The Victorian Era & One of Its Notable Novelists

Essay details

Please note! This essay has been submitted by a student.

What may have been one of Britain’s greatest times took place during Queen Victoria’s reign lasting from 1837 to her death in 1901. This period, commonly known as The Victorian Era, was one of great change and national confidence for the people of Great Britain. Society observed increasing turns to romanticism and mysticism during this time, and there was a definite resistance to the rationalism and theories of the previous era, The Georgian Period. And as great as it was, The Victorian Period was also one of extreme class and rank differences that would very much affect the lifestyles of the people.

Essay due? We'll write it for you!

Any subject

Min. 3-hour delivery

Pay if satisfied

Get your price

The society during the Victorian Era experienced a big political reform too, with the Liberal and Conservative parties always fighting to be the dominant political party in Britain, though it was almost always increasingly the Liberal party winning this argument. During this period, religion also dominated interests hugely, with the Church having much influence and impact over every aspect of life then, as well as being a popular topic of discussion during tea parties and in the morning newspapers.

The Victorian Era was also particularly remembered for the immense urbanization it went through, not forgetting the drastic population increase due to the mass migration from and into Britain. Although it took years for people to completely adjust to certain changes, Britain continuously developed and enhanced itself to become one of the world’s leading powers at that time. Many noteworthy inventions and innovations were created in this period, and Britain witnessed a significant upsurge of productivity in its inhabitants.

With the rise of population, class distinction became more evident, and poor families needed all its members working in order to bring food on their tables. Thus, child labor began, and with it was the increase of deaths among children who wouldn’t survive the harsh working conditions in factories and mines. After the Irish Potato Famine, many of the remaining people in Ireland migrated to Britain, hoping for a better life. Unfortunately, their hopes would come crashing down as employment and good housing decreased due to the huge number of people moving into Britain. If you weren’t from a middle class or higher family, it was tough to be happy and enjoy life in England at that time.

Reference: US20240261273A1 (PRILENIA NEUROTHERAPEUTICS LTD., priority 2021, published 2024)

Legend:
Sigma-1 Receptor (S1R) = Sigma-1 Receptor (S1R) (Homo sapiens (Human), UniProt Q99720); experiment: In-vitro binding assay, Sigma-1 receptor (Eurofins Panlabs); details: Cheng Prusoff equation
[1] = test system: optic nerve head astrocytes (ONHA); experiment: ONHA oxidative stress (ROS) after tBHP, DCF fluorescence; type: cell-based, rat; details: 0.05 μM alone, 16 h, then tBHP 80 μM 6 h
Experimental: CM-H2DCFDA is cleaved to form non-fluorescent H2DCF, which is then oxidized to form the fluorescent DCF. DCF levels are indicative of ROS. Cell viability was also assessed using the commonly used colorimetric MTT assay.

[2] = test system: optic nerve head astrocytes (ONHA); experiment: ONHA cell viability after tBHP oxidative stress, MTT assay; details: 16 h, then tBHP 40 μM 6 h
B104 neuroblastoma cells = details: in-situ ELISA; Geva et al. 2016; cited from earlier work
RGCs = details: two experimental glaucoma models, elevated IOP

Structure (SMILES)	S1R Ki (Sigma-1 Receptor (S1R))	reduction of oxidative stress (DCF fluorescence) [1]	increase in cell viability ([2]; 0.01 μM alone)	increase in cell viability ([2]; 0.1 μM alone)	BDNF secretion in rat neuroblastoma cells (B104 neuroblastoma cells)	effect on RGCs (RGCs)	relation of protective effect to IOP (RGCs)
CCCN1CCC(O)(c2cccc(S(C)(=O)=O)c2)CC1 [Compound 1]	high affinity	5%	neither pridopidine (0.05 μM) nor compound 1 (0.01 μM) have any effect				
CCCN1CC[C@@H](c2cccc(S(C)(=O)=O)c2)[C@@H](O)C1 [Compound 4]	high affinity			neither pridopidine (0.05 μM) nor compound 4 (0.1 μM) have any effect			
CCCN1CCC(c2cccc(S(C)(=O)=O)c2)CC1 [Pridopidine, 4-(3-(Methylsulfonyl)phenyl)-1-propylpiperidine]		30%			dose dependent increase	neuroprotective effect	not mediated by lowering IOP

Although there were many families living in poverty, the middle class was definitely the largest among all classes. On one hand, mass leisure activities, such as concerts, theater, and arts, became popular among people living at that time. Gambling, drinking, prostitution, and casinos also became common practice between people of that period. On the other hand, literacy also increased and more people were reading, writing, and learning.

Although feminism did not become a major thing until the 20th century, we can observe a few small beginnings of it in the Victorian Era. While both women and men could work, a man definitely would have the upper hand. Double standards in regards to men and women existed, and they were not any small issues. A man could divorce his wife if she committed adultery with someone else, yet a woman could not divorce her husband if he committed adultery with another woman unless he had performed abuse or cruelty on her as well. Thus, a few brave ladies began to fight for their rights, while others simply ignored it as it was not the norm at that time. Another thing we may notice about women in this period is that many of them, in the middle or higher class, remained at home dedicated to the domestic life which was expected of them.